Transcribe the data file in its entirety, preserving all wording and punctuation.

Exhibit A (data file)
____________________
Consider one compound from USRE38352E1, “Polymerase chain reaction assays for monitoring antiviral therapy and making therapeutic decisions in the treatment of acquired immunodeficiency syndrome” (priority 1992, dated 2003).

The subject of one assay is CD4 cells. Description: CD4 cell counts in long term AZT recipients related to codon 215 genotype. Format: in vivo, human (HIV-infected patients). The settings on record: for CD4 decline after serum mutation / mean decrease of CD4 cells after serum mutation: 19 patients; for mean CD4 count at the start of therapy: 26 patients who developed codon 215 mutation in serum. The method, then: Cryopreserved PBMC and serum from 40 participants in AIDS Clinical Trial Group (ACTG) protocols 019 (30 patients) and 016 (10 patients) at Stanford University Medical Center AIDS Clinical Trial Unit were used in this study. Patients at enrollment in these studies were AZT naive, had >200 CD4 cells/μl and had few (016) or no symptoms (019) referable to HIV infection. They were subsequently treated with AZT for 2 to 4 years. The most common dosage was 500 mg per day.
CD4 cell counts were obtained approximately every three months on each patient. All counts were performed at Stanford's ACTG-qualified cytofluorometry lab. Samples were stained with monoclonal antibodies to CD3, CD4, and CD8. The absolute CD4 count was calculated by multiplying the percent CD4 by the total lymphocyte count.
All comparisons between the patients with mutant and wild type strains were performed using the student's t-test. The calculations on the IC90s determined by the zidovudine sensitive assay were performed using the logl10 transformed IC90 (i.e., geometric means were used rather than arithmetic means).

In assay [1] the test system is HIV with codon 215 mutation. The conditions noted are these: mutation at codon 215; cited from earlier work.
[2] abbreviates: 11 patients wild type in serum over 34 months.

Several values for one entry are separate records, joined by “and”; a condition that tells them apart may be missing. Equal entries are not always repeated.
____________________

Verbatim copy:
Consider one compound from USRE38352E1, “Polymerase chain reaction assays for monitoring antiviral therapy and making therapeutic decisions in the treatment of acquired immunodeficiency syndrome” (priority 1992, dated 2003).

The subject of one assay is CD4 cells. Description: CD4 cell counts in long term AZT recipients related to codon 215 genotype. Format: in vivo, human (HIV-infected patients). The settings on record: for CD4 decline after serum mutation / mean decrease of CD4 cells after serum mutation: 19 patients; for mean CD4 count at the start of therapy: 26 patients who developed codon 215 mutation in serum. The method, then: Cryopreserved PBMC and serum from 40 participants in AIDS Clinical Trial Group (ACTG) protocols 019 (30 patients) and 016 (10 patients) at Stanford University Medical Center AIDS Clinical Trial Unit were used in this study. Patients at enrollment in these studies were AZT naive, had >200 CD4 cells/μl and had few (016) or no symptoms (019) referable to HIV infection. They were subsequently treated with AZT for 2 to 4 years. The most common dosage was 500 mg per day.
CD4 cell counts were obtained approximately every three months on each patient. All counts were performed at Stanford's ACTG-qualified cytofluorometry lab. Samples were stained with monoclonal antibodies to CD3, CD4, and CD8. The absolute CD4 count was calculated by multiplying the percent CD4 by the total lymphocyte count.
All comparisons between the patients with mutant and wild type strains were performed using the student's t-test. The calculations on the IC90s determined by the zidovudine sensitive assay were performed using the logl10 transformed IC90 (i.e., geometric means were used rather than arithmetic means).

In assay [1] the test system is HIV with codon 215 mutation. The conditions noted are these: mutation at codon 215; cited from earlier work.
[2] abbreviates: 11 patients wild type in serum over 34 months.

Several values for one entry are separate records, joined by “and”; a condition that tells them apart may be missing. Equal entries are not always repeated.